Awesome Fishing Tips: Understanding Bait Colors

Well, you will not be using a live bait all the time, right? Remember why you were asking the locals about the different types of baits to use? Well, they must have said something about the bait colors too, right?

Anyway, colors do play a huge role in your success rate. Having baits with the right colors for your water clarity and depth can make a world of difference. We recommend lighter, more natural colors in clear water, and darker colors for stained water. However, you can never go wrong with a green pumpkin or black and blue scheme if you’re unsure what to throw.

Awesome Fishing Tips: Using Polarized Sunglasses

For you to work effectively, you will obviously need to see what you are doing. While fishing, it sometimes becomes a bit difficult to see clearly as you will be battling the reflection of the sun from the water surface. This is why you need to have a pair of polarized glasses as it enables you to have clear visibility of the water column while fishing. Obviously the water clarity also has an effect on how much of the water column you will be able to see.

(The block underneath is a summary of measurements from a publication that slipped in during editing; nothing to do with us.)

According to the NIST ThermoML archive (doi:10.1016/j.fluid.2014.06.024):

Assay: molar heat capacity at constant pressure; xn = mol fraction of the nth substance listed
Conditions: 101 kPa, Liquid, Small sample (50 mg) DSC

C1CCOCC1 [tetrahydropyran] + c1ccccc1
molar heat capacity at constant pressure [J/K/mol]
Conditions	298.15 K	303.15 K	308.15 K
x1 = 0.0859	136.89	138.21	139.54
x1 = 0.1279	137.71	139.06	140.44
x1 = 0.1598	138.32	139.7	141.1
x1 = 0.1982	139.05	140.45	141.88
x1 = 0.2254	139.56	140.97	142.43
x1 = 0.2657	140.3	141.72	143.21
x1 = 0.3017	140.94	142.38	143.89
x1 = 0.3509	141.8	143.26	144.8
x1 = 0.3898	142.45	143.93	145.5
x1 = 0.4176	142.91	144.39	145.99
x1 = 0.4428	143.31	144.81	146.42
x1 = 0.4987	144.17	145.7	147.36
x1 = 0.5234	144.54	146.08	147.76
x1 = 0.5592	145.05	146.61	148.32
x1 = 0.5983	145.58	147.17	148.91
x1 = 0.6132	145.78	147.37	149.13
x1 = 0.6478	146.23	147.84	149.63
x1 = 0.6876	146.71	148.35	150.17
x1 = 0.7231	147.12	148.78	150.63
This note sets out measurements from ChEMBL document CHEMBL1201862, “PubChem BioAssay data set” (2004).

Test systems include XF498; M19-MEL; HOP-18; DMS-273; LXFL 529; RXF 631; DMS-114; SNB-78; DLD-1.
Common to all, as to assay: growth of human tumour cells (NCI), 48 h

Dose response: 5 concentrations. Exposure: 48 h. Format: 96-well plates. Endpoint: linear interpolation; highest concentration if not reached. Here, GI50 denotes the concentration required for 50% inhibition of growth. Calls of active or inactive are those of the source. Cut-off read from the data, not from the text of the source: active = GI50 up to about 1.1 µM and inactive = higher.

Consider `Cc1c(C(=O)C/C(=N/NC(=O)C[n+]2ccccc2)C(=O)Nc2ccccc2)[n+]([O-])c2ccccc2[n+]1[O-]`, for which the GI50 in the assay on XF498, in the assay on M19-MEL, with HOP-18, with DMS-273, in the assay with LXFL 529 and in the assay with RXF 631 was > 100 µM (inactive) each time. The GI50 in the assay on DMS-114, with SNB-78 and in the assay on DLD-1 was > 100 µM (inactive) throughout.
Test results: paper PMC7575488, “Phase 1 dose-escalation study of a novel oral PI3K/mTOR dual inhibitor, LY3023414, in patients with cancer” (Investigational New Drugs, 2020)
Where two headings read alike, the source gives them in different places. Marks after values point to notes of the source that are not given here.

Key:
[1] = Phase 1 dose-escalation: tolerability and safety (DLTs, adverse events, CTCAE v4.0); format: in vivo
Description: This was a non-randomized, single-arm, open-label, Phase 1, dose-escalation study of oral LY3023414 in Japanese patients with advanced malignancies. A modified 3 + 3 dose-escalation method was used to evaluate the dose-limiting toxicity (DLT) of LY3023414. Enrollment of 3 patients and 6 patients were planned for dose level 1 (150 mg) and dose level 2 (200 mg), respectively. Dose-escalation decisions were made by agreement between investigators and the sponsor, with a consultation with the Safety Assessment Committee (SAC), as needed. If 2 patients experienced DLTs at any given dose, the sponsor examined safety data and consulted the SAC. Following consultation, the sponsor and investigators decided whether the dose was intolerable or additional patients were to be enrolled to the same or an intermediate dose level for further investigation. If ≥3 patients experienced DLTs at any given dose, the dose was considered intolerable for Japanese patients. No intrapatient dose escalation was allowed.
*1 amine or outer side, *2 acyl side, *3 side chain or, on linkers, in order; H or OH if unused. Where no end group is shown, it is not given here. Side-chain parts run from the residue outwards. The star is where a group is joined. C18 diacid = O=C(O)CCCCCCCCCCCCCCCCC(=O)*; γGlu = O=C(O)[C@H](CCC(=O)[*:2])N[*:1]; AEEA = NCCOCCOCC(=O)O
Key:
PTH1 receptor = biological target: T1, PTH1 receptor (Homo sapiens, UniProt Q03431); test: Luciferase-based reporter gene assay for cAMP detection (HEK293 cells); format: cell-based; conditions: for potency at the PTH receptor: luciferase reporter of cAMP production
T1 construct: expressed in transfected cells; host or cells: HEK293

Well, it doesn’t necessary help in attracting any fish, it assists you by saving your time and enabling you to act fast instead of straining and struggling to see, especially while looking for big fish in the clear water areas.

When you are going out on a fishing trip, you should make sure that you are fully prepared to embark on your mission to land a big fish. Your first time on the water can be a bit rough, but by applying these few tips, you’ll be that much closer to the fish of a lifetime.

A Step By Step Guide to Changing Your Boat Propeller With Mercury Marine